The Jet and Grizzly fences work well. They're accurate, but have more limited adjustment ranges than the others. The Jet's guard lowers to cover most of the cutter, which is a comforting safety feature, and it has simple, effective hold-downs.
For work without a fence, only the Grizzly has a standard provision: a shroud that caps the cutter head, which is nice for helping to prevent sad, but apt nicknames for unlucky shaper users like "Stubby" or "Lefty."
Switching the fence orientation maximizes Delta's large table. Run long stock parallel with the long side of the table. For wide stock, short pieces, or use with a sled, run parallel with the miter gauge slot.
Setting and locking cutter height exactly where you want, and having it stay there, is vital to success with shapers. A cutter that wanders or wobbles even a little bit may not show on those 16-foot lengths of base molding, but for dadoing or cope-and-stick work, the tiniest cutter-flutter can throw your work completely off. When I set up to build 50 doors for my customer's mansion, I want to feel sure that the last stick will be just like the first. To test the accuracy of these tools, I ran each of them through dado and cope-and-stick setups, and checked the adjustment wheel stability when the cutter height was locked.
Delta's and Rojek's spindle-height locks were bombproof–and Bridgewood's was almost as good. The Grizzly and Jet, while dead-on accurate during the testing, showed some subtle play while adjusting their cutter heights and after I locked their wheels down.
These machines require enough adjustment, and cost enough, that they should come with a full complement of wrenches, collets, and spacers. Also, the shaper that accepts optional accessories, like a sliding table or power feed, will make your life easier as you expand your use.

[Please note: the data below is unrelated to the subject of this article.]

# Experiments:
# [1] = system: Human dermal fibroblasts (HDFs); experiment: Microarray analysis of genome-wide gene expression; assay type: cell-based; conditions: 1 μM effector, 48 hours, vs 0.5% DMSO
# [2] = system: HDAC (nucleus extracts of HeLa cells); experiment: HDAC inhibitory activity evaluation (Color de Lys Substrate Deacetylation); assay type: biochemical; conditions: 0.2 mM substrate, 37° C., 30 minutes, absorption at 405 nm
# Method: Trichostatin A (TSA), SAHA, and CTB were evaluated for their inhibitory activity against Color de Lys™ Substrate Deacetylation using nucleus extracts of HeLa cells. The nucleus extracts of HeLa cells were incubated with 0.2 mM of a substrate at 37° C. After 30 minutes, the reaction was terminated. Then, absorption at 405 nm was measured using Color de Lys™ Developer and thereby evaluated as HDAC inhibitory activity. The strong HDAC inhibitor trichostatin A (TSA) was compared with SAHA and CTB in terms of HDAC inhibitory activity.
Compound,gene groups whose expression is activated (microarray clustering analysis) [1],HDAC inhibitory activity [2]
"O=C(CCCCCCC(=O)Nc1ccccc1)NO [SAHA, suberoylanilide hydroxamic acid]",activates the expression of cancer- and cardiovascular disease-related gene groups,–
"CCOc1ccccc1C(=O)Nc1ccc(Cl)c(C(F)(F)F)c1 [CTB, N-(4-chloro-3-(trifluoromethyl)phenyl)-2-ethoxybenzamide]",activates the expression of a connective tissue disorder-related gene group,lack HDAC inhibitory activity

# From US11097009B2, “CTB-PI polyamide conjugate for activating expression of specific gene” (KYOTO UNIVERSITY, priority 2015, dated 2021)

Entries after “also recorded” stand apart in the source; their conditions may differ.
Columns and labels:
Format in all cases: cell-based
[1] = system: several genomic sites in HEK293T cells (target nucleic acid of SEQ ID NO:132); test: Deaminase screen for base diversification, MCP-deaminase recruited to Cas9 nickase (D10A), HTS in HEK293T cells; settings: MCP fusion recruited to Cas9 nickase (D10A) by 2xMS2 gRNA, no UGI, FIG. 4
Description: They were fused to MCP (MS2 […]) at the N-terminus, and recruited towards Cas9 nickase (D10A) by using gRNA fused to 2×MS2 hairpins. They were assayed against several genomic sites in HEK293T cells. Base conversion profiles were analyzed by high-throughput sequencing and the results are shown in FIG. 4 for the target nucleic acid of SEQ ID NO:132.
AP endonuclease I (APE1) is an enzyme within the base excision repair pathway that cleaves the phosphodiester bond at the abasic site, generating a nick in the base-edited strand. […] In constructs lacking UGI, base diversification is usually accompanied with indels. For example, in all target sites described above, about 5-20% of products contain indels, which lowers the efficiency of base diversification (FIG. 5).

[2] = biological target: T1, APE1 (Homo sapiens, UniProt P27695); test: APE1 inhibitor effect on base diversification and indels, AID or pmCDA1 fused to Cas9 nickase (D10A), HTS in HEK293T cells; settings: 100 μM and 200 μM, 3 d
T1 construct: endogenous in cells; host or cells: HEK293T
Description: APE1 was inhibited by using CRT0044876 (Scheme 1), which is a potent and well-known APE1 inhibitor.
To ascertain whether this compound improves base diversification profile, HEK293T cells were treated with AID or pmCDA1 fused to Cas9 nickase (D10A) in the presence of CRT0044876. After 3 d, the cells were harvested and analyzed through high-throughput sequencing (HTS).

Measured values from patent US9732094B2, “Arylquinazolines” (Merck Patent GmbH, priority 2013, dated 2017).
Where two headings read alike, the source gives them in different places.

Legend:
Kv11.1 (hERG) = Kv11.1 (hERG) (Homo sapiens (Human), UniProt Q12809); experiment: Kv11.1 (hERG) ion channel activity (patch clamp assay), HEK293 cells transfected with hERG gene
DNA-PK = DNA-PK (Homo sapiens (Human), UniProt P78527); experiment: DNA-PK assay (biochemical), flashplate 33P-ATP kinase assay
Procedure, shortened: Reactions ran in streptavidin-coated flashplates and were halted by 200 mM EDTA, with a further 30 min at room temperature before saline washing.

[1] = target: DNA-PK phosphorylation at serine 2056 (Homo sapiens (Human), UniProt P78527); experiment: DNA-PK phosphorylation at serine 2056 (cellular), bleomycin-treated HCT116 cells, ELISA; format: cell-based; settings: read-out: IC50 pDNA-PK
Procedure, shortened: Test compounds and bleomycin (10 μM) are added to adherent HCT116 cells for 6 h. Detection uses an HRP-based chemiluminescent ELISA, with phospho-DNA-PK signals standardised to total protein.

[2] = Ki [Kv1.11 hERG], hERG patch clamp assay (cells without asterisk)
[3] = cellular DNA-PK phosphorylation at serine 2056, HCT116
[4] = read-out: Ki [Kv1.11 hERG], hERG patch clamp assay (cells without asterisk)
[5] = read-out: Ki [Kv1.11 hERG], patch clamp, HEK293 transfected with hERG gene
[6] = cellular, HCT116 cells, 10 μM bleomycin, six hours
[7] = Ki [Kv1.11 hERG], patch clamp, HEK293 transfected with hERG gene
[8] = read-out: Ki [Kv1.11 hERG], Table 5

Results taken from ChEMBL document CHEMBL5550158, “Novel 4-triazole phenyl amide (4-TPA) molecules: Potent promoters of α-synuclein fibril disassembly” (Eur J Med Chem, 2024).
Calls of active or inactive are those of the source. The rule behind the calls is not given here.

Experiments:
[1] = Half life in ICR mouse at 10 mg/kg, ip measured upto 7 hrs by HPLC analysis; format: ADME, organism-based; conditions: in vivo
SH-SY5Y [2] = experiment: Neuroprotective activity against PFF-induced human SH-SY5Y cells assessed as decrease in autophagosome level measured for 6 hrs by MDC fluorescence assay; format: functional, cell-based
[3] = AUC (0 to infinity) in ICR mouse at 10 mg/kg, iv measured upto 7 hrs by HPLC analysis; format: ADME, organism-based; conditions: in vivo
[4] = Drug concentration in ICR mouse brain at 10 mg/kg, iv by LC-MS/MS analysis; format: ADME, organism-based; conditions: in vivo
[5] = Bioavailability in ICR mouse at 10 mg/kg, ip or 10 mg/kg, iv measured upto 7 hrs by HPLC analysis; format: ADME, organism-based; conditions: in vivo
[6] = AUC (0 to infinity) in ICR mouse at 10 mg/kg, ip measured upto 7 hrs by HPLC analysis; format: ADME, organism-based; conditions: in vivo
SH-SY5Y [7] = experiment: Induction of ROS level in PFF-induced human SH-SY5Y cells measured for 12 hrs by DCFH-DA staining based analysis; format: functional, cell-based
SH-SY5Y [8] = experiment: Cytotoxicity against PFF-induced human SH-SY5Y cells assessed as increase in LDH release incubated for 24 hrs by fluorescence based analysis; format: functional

Bridgewood ships with a 1/2-inch router bit collet, which I like for working small molding or cove stock, but it also arrives with 1/2-, 3/4-, and 1-1/4-inch spindles and spacers for each one. A super-convenient, stamped-steel toolbox holds these parts and all the wrenches–a far cry from a cardboard box. Bridgewood also offers an optional sliding table.
The Jet and Rojek tools also ship well-equipped. Jet's shaper arrived with two spindles: 1/2- and 3/4-inch. It also has 1/4- and 1/2-inch router collets plus adjustment tools and a miter gauge. Rojek ships with wrenches and a
single-stepped spindle that takes 3/4- or 1-1/4-inch cutters–very nice. There's no groove in the table for a miter gauge, but they do offer a sliding table.
Rojek's cutter-change is slick, accessible from the table top with a wrench and Allen key.
The Delta and Grizzly show up a little leaner. Delta's ships with a 3/4-inch spindle, a full set of spacers, and wrenches. Other spindles and router collets are available as accessories. I like that the Grizzly shipped with a miter gauge, 1-, 1/2-, and 3/4-inch spindles (with spacers), but there weren't enough wrenches for changing cutters and making adjustments.
The Bridgewood, Delta, Jet, and Rojek tables ship with tapped holes for bolting power feeders onto them.
Cutter-Change. Changing the cutters on the Bridgewood, Delta, and Rojek shapers is straightforward. All the mechanisms are well-designed and accessible from the front of the cabinet. Rojek's is the easiest to change out. All you need is an Allen wrench and one spanner wrench; everything's easy to reach. Bridgewood's cutter-change is slick, too: A spindle lock holds the spindle while you tighten the cutter.
The Jet and Grizzly worked well, too, but since access to spindle changing and speed is located at the back of the tools, they're not as easy. While this might not be a big deal in some shops, it is in mine. Rear-only access means that I cannot position the unit against a wall, which is a nice spot for a wood shaper.